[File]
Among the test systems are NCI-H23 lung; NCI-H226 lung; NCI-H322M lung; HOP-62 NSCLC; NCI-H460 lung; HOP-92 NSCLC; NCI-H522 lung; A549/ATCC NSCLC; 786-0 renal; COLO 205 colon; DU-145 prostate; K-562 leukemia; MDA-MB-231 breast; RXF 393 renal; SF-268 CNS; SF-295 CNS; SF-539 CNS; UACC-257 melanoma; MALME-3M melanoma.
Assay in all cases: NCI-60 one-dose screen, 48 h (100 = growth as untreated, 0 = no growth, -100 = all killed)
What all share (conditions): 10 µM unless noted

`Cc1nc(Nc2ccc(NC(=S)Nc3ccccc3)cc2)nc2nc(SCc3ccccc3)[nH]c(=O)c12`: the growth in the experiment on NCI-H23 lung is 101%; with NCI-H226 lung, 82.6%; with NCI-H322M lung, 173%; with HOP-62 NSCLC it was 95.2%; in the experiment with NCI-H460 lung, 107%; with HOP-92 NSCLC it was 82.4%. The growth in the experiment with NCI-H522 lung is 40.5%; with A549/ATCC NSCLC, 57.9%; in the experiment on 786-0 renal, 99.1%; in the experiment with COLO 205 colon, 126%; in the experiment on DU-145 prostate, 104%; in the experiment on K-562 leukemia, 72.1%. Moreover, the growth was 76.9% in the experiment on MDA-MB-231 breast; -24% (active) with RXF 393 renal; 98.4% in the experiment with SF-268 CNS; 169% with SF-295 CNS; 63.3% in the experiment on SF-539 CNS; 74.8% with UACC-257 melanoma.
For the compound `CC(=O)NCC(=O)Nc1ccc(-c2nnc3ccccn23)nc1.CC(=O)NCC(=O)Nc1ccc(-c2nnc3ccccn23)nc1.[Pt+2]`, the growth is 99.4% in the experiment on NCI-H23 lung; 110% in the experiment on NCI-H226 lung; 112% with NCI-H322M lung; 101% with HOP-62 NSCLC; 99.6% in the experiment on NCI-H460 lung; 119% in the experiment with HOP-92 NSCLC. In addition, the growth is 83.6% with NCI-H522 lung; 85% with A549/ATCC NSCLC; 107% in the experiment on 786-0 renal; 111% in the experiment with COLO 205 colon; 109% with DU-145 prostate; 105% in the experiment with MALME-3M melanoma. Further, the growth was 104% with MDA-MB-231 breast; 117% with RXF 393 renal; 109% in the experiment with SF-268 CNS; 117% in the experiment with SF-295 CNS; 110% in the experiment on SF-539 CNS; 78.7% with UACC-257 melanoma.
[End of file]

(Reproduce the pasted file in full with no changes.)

Among the test systems are NCI-H23 lung; NCI-H226 lung; NCI-H322M lung; HOP-62 NSCLC; NCI-H460 lung; HOP-92 NSCLC; NCI-H522 lung; A549/ATCC NSCLC; 786-0 renal; COLO 205 colon; DU-145 prostate; K-562 leukemia; MDA-MB-231 breast; RXF 393 renal; SF-268 CNS; SF-295 CNS; SF-539 CNS; UACC-257 melanoma; MALME-3M melanoma.
Assay in all cases: NCI-60 one-dose screen, 48 h (100 = growth as untreated, 0 = no growth, -100 = all killed)
What all share (conditions): 10 µM unless noted

`Cc1nc(Nc2ccc(NC(=S)Nc3ccccc3)cc2)nc2nc(SCc3ccccc3)[nH]c(=O)c12`: the growth in the experiment on NCI-H23 lung is 101%; with NCI-H226 lung, 82.6%; with NCI-H322M lung, 173%; with HOP-62 NSCLC it was 95.2%; in the experiment with NCI-H460 lung, 107%; with HOP-92 NSCLC it was 82.4%. The growth in the experiment with NCI-H522 lung is 40.5%; with A549/ATCC NSCLC, 57.9%; in the experiment on 786-0 renal, 99.1%; in the experiment with COLO 205 colon, 126%; in the experiment on DU-145 prostate, 104%; in the experiment on K-562 leukemia, 72.1%. Moreover, the growth was 76.9% in the experiment on MDA-MB-231 breast; -24% (active) with RXF 393 renal; 98.4% in the experiment with SF-268 CNS; 169% with SF-295 CNS; 63.3% in the experiment on SF-539 CNS; 74.8% with UACC-257 melanoma.
For the compound `CC(=O)NCC(=O)Nc1ccc(-c2nnc3ccccn23)nc1.CC(=O)NCC(=O)Nc1ccc(-c2nnc3ccccn23)nc1.[Pt+2]`, the growth is 99.4% in the experiment on NCI-H23 lung; 110% in the experiment on NCI-H226 lung; 112% with NCI-H322M lung; 101% with HOP-62 NSCLC; 99.6% in the experiment on NCI-H460 lung; 119% in the experiment with HOP-92 NSCLC. In addition, the growth is 83.6% with NCI-H522 lung; 85% with A549/ATCC NSCLC; 107% in the experiment on 786-0 renal; 111% in the experiment with COLO 205 colon; 109% with DU-145 prostate; 105% in the experiment with MALME-3M melanoma. Further, the growth was 104% with MDA-MB-231 breast; 117% with RXF 393 renal; 109% in the experiment with SF-268 CNS; 117% in the experiment with SF-295 CNS; 110% in the experiment on SF-539 CNS; 78.7% with UACC-257 melanoma.